When Carly White was an infant, her parents, Jim and Dolores, noticed that she had trouble controlling the movement of her eyes. Three years later, a ballet teacher observed that Carly did not have much control over her legs. Trips to the pediatrician yielded no answers, but a visit to a neurologist ended in a diagnosis of low muscle tone, a condition that often results in delayed motor skills and trouble with coordination.
Before long, Carly’s younger sister, Hanna, followed suit. At an age when babies typically begin crawling, Hanna was only able to roll on the ground. Though both girls had difficulty following directions and processing information and had minor physical delays, their language skills and behavior were age appropriate. Even so, the Whites knew something wasn’t right.
So in November 2004, 3-year-old Carly and 1-year-old Hanna underwent a battery of tests, including skin biopsies and MRIs. Both girls’ urine samples came back with elevated levels of N-acetylaspartic acid (NAA), which is predominantly found in nerve cells in the brain. This indicated that both girls had Canavan disease, a rare and fatal degenerative brain disorder. At first, doctors did not believe the results.
Canavan disease is caused by a deficiency of an enzyme called aspartoacylase, which leads to an increased level of NAA, a substance upon which this enzyme acts. The abnormally high levels of NAA lead to loss of the insulation (demyelination) that normally surrounds nerve cells, and the result is spongy degeneration of the brain.
Typical patients suffering from this disease face a number of debilitating symptoms, including rapidly increasing head circumference, lack of head control, reduced visual responsiveness and abnormal muscle tone, such as stiffness or floppiness. The disease is usually diagnosed in infants between 3 and 9 months old, and though symptoms vary, many children with Canavan disease cannot crawl, walk, sit or talk, and may suffer from seizures, paralysis and mental retardation. Most children do not live past their 10th birthday.
“These two girls have an abnormality in their brain that should lead to a terminal disease,” explained Paola Leone, director of the Cell & Gene Therapy Center at the Robert Wood Johnson Medical School in New Jersey.
“It’s a puzzle to see them walking and talking.” Leone has dedicated the past 13 years to studying the disease.
About one in 40 Ashkenazic Jews is a carrier of the Canavan gene. Though the White family is not Jewish, Leone is optimistic that studying these girls could lead to a possible cure for them and for the more severe form of the disease that afflicts Ashkenazic Jews.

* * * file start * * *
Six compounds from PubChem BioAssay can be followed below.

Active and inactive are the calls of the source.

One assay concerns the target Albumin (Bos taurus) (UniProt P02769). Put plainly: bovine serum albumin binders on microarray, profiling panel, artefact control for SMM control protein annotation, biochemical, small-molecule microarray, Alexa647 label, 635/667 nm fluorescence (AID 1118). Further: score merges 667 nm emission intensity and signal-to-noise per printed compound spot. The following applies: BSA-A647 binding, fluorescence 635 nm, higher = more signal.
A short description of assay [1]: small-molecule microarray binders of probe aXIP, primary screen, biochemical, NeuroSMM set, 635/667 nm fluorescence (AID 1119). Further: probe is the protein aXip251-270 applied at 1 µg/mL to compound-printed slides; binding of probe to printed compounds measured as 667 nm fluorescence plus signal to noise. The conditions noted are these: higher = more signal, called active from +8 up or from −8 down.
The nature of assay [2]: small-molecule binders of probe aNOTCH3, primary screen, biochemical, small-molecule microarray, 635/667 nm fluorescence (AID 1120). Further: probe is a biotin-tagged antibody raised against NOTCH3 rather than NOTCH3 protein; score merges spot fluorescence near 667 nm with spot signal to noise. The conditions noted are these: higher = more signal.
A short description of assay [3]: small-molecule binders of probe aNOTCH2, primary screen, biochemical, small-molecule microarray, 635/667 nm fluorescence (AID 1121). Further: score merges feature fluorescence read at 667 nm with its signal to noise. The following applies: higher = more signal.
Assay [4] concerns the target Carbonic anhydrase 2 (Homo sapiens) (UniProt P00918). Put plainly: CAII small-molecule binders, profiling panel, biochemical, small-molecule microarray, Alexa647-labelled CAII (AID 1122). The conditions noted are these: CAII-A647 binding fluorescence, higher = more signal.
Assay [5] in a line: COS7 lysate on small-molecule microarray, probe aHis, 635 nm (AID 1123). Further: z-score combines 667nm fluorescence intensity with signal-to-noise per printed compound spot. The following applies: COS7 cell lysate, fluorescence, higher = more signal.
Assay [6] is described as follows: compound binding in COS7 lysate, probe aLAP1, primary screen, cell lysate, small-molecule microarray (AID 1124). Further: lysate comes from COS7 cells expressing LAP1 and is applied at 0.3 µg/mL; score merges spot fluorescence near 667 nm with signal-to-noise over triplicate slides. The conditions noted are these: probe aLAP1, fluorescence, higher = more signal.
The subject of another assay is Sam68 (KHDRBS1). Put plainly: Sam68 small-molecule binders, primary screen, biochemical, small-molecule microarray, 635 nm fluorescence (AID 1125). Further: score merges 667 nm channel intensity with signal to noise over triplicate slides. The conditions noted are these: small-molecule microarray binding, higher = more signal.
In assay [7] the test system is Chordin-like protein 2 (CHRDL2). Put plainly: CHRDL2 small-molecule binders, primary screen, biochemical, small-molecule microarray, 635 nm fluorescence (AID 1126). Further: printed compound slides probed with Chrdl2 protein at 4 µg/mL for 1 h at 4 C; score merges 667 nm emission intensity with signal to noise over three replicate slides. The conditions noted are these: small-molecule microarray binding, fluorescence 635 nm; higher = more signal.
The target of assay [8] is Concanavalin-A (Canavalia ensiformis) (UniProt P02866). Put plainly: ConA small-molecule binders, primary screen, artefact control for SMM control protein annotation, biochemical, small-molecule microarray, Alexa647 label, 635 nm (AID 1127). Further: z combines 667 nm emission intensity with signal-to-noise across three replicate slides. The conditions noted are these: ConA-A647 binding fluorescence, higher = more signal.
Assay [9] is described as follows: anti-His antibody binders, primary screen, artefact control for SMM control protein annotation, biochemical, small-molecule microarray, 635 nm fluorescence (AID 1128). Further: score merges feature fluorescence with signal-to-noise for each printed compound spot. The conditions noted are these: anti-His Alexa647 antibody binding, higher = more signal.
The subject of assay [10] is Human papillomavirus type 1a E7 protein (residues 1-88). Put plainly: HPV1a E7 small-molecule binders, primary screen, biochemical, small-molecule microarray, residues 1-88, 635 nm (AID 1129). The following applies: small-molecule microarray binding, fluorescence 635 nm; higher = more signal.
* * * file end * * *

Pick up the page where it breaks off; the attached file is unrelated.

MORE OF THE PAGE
“The only difference is the location of the mutation in the gene,” explained Leone of the girls’ relatively mild case. “To understand how this… change in the enzyme affects development is understanding how to treat the disease.”
In February 2006, Leone and a team of doctors published their findings in Annals of Neurology. More recently, doctors have found a girl in Ecuador with the same mutation.
“This finding presents a possible cure for all mutations,” Leone said.
Edwin Kolodny, a professor of neurology at New York University, struck a more cautious note.
“We may be able to find better methods for treatment and better methods to stabilize the conditions, better methods to improve the quality of life, but even gene therapy isn’t a cure, it’s a way of stabilizing the disease,” said Kolodny, a co-author of the 2006 paper. A cure, he cautioned, is almost impossible to achieve with congenital mutations like those that lead to Canavan disease.
Kolodny’s research focuses on NAAG (N-Acetylaspartylglutamat), a neurotransmitter believed to remove water from nerve cells. In children with Canavan disease, NAA and NAAG levels are unusually high, but in the White children, both levels are lower.
Though cautious, Kolodny is still optimistic about what the new finding may yield.
“By comparing the chemistry of children with mild forms of a disease and a severe form of a disease and finding differences, you can get clues in what you might tackle in trying to repair the disease or make it less toxic to the nerve cells,” he said.
Other experts are more skeptical still.
Reuben Matalon, a professor of pediatrics at the University of Texas at Galveston, has spent six years performing experiments on mice with severe forms of Canavan disease. In his view, Carly and Hanna’s milder form will have no impact on research into the more severe form. The two are completely different, he said.
“Don’t get hung up on the mutation,” he said. “It’s a single mutation which we know is mild. It doesn’t mean that only that mutation is going to be mild. There are other mutations.” The only possible outcome, he said, is that if a treatment is found, it will most likely be more effective with the mild form.
All the same, Leone remains sanguine.
While there have been other patients diagnosed with milder forms of the disease, she said, their enzyme was not entirely deficient. The White girls are unique because they both have a completely deficient enzyme, which typically results in severe symptoms, yet they are able to function at a relatively normal level. For Leone, this is an encouraging sign.
These days, Jim and Dolores White continue to hope that doctors will make progress. Carly, now 7, will enter second grade this fall and will spend part of the day in special education classes and the other part in a regular second grade classroom, with the help of an aide. Hanna, 5, had her first seizure a year ago and continues to suffer mild seizures from time to time. Though she is very well behaved and social in her kindergarten classroom, her parents are waiting to see what develops.
“If my kids can help them find a cure, we’re happy to participate,” Jim said. “It’s a miserable disease, and that’s why we feel very lucky. Anything we can do to help.”